My never fail prespawn pattern

I’ve been using a prespawn pattern for a while now that works just about everywhere in the country. It produced for me at the Cherokee Lake Elite in what turned out to be one of my best starts in years. It was almost like I was confused. I was fishing an early tournament, and I didn’t have the weekend off.

So anyway, I had two patterns going. One was a deep smallmouth bite and one was a shallow largemouth bite. We’re going to talk about the largemouth pattern right now. It’s the perfect time of the year to share it.

The first consideration with this pattern is water temperature. It works best in water that’s between 45 and 49 degrees, but there is some flexibility in those numbers. The real key is that they’re just starting to move.

In most of our reservoirs there are areas of flat rocks. They’re kind of like flat tabletops that lay on top of each other. Some are thin and tight while others are thick and lose. And, they’re made out of all different kinds of rock. None of that is all that important, however.

What is important is that they need to start in fairly deep water and stretch back into shallow backwater areas and hollows.

The most productive places stretch for a distance and then stop before they reach the shore. The bass hang out between the last line or row of rocks and the shore. It doesn’t take much water to hold them. I’ve caught them in water so shallow I couldn’t believe I didn’t see their fins sticking up, and I’ve caught them as deep as 5 feet.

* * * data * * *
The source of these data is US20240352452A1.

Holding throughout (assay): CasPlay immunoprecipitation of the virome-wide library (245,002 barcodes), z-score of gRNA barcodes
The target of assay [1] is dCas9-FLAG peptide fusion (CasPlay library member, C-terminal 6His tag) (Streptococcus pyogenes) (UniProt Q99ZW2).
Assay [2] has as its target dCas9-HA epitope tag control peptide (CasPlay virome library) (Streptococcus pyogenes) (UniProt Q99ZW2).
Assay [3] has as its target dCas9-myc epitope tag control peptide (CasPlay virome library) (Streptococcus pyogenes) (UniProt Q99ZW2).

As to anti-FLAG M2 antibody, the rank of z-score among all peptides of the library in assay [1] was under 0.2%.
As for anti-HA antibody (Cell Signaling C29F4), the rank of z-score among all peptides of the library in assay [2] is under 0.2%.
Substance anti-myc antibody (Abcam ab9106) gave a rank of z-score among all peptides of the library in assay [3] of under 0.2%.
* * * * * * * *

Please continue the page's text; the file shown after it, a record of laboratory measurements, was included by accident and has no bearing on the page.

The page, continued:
A good guess would be that they use those rocks as staging markers in front of their beds while they wait for the water to warm enough so that they can lay their eggs. No matter the why, however, it’s enough to know they will be there.

I fished a lot of these places in Cherokee without having prefished them or even having found them in practice. I just ran around looking during the tournament when my bite got tough. When I found one I fished it. The pattern is that reliable.

My best lure was probably a Rapala DT6 crankbait in a shad color. I’d throw it right up against the shore and bring it back somewhere between slow and medium. This plug runs deeper than the water I was fishing. It really kicked up a fuss. They slammed it.

Another lure that worked for me was a Missile Jigs Mini Flip — 1/2 ounce — in a crawfish color. I’d throw it all the way up on the bank and bring it back with a real slow crawl.

I tried to match the local forage with both of these baits. That’s what I do when I’m fishing this pattern anywhere. It’s important that the plug or jig look natural. These are feeding bass. 

There aren’t a lot of things that work everywhere. Usually there’s a special, local thing that works better than anything else. This isn’t one of them. I’m telling you, do this in the early spring and you’ll catch them.

Mike Iaconelli's column appears weekly on You can also find him on Facebook and Twitter or visit his website,